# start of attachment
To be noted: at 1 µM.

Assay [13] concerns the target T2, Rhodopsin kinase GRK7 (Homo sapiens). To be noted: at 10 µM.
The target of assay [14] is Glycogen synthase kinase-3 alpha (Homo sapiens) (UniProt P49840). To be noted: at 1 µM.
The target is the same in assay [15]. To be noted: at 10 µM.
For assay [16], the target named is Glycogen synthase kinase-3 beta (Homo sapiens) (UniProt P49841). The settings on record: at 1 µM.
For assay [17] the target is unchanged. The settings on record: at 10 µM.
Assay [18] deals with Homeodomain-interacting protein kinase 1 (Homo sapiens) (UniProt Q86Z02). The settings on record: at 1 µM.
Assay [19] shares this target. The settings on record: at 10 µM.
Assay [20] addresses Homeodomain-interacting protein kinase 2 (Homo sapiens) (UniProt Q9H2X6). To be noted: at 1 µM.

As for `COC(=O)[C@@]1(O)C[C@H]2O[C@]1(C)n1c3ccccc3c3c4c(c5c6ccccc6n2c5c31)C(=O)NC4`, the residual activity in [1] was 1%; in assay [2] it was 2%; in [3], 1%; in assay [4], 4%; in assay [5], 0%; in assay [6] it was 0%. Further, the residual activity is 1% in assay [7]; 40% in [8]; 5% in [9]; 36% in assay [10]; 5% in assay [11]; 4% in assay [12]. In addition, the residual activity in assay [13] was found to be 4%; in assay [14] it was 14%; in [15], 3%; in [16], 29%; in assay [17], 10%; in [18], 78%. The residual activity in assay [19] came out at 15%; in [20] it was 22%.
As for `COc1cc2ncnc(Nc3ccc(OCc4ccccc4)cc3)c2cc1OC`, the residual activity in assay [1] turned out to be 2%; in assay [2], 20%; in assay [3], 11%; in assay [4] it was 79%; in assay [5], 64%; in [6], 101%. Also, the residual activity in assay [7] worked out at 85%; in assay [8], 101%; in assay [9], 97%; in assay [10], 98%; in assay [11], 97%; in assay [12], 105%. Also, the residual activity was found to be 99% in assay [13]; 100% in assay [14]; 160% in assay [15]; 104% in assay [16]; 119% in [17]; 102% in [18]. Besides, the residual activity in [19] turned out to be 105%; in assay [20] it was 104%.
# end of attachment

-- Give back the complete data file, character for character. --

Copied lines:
To be noted: at 1 µM.

Assay [13] concerns the target T2, Rhodopsin kinase GRK7 (Homo sapiens). To be noted: at 10 µM.
The target of assay [14] is Glycogen synthase kinase-3 alpha (Homo sapiens) (UniProt P49840). To be noted: at 1 µM.
The target is the same in assay [15]. To be noted: at 10 µM.
For assay [16], the target named is Glycogen synthase kinase-3 beta (Homo sapiens) (UniProt P49841). The settings on record: at 1 µM.
For assay [17] the target is unchanged. The settings on record: at 10 µM.
Assay [18] deals with Homeodomain-interacting protein kinase 1 (Homo sapiens) (UniProt Q86Z02). The settings on record: at 1 µM.
Assay [19] shares this target. The settings on record: at 10 µM.
Assay [20] addresses Homeodomain-interacting protein kinase 2 (Homo sapiens) (UniProt Q9H2X6). To be noted: at 1 µM.

As for `COC(=O)[C@@]1(O)C[C@H]2O[C@]1(C)n1c3ccccc3c3c4c(c5c6ccccc6n2c5c31)C(=O)NC4`, the residual activity in [1] was 1%; in assay [2] it was 2%; in [3], 1%; in assay [4], 4%; in assay [5], 0%; in assay [6] it was 0%. Further, the residual activity is 1% in assay [7]; 40% in [8]; 5% in [9]; 36% in assay [10]; 5% in assay [11]; 4% in assay [12]. In addition, the residual activity in assay [13] was found to be 4%; in assay [14] it was 14%; in [15], 3%; in [16], 29%; in assay [17], 10%; in [18], 78%. The residual activity in assay [19] came out at 15%; in [20] it was 22%.
As for `COc1cc2ncnc(Nc3ccc(OCc4ccccc4)cc3)c2cc1OC`, the residual activity in assay [1] turned out to be 2%; in assay [2], 20%; in assay [3], 11%; in assay [4] it was 79%; in assay [5], 64%; in [6], 101%. Also, the residual activity in assay [7] worked out at 85%; in assay [8], 101%; in assay [9], 97%; in assay [10], 98%; in assay [11], 97%; in assay [12], 105%. Also, the residual activity was found to be 99% in assay [13]; 100% in assay [14]; 160% in assay [15]; 104% in assay [16]; 119% in [17]; 102% in [18]. Besides, the residual activity in [19] turned out to be 105%; in assay [20] it was 104%.